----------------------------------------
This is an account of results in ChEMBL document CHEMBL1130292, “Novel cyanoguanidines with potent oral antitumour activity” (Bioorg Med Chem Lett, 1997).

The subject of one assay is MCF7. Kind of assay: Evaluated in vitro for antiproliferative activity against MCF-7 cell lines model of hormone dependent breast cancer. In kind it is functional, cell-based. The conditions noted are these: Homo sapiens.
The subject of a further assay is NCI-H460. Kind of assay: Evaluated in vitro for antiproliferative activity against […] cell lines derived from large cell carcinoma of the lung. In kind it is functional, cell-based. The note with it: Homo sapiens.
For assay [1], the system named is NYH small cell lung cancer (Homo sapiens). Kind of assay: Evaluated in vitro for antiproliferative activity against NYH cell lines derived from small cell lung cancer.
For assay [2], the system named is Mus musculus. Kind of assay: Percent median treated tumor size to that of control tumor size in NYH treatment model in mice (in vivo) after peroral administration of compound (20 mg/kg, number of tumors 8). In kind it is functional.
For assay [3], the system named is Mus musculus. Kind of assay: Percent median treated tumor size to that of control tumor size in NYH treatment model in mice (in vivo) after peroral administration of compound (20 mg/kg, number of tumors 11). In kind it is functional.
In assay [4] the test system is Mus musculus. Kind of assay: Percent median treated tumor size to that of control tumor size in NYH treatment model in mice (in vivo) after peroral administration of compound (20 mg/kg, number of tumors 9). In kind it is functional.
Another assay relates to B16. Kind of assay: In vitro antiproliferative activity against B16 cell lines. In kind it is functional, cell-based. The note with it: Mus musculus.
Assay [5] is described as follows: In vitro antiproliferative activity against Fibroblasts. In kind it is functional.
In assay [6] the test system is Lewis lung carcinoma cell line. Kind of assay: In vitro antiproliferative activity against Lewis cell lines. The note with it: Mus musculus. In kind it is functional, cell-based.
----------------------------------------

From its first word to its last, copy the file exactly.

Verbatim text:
This is an account of results in ChEMBL document CHEMBL1130292, “Novel cyanoguanidines with potent oral antitumour activity” (Bioorg Med Chem Lett, 1997).

The subject of one assay is MCF7. Kind of assay: Evaluated in vitro for antiproliferative activity against MCF-7 cell lines model of hormone dependent breast cancer. In kind it is functional, cell-based. The conditions noted are these: Homo sapiens.
The subject of a further assay is NCI-H460. Kind of assay: Evaluated in vitro for antiproliferative activity against […] cell lines derived from large cell carcinoma of the lung. In kind it is functional, cell-based. The note with it: Homo sapiens.
For assay [1], the system named is NYH small cell lung cancer (Homo sapiens). Kind of assay: Evaluated in vitro for antiproliferative activity against NYH cell lines derived from small cell lung cancer.
For assay [2], the system named is Mus musculus. Kind of assay: Percent median treated tumor size to that of control tumor size in NYH treatment model in mice (in vivo) after peroral administration of compound (20 mg/kg, number of tumors 8). In kind it is functional.
For assay [3], the system named is Mus musculus. Kind of assay: Percent median treated tumor size to that of control tumor size in NYH treatment model in mice (in vivo) after peroral administration of compound (20 mg/kg, number of tumors 11). In kind it is functional.
In assay [4] the test system is Mus musculus. Kind of assay: Percent median treated tumor size to that of control tumor size in NYH treatment model in mice (in vivo) after peroral administration of compound (20 mg/kg, number of tumors 9). In kind it is functional.
Another assay relates to B16. Kind of assay: In vitro antiproliferative activity against B16 cell lines. In kind it is functional, cell-based. The note with it: Mus musculus.
Assay [5] is described as follows: In vitro antiproliferative activity against Fibroblasts. In kind it is functional.
In assay [6] the test system is Lewis lung carcinoma cell line. Kind of assay: In vitro antiproliferative activity against Lewis cell lines. The note with it: Mus musculus. In kind it is functional, cell-based.